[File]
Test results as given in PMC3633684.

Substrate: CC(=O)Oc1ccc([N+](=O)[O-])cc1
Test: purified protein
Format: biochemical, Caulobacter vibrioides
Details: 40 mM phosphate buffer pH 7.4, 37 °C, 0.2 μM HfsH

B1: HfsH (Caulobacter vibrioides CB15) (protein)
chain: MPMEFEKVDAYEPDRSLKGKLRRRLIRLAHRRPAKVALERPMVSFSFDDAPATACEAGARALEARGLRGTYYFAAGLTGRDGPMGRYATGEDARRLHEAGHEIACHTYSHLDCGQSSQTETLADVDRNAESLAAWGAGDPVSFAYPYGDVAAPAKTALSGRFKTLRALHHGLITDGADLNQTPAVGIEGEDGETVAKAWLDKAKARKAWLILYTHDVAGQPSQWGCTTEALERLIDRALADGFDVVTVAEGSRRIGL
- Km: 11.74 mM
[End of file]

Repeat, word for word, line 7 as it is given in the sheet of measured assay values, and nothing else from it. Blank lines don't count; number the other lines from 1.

chain: MPMEFEKVDAYEPDRSLKGKLRRRLIRLAHRRPAKVALERPMVSFSFDDAPATACEAGARALEARGLRGTYYFAAGLTGRDGPMGRYATGEDARRLHEAGHEIACHTYSHLDCGQSSQTETLADVDRNAESLAAWGAGDPVSFAYPYGDVAAPAKTALSGRFKTLRALHHGLITDGADLNQTPAVGIEGEDGETVAKAWLDKAKARKAWLILYTHDVAGQPSQWGCTTEALERLIDRALADGFDVVTVAEGSRRIGL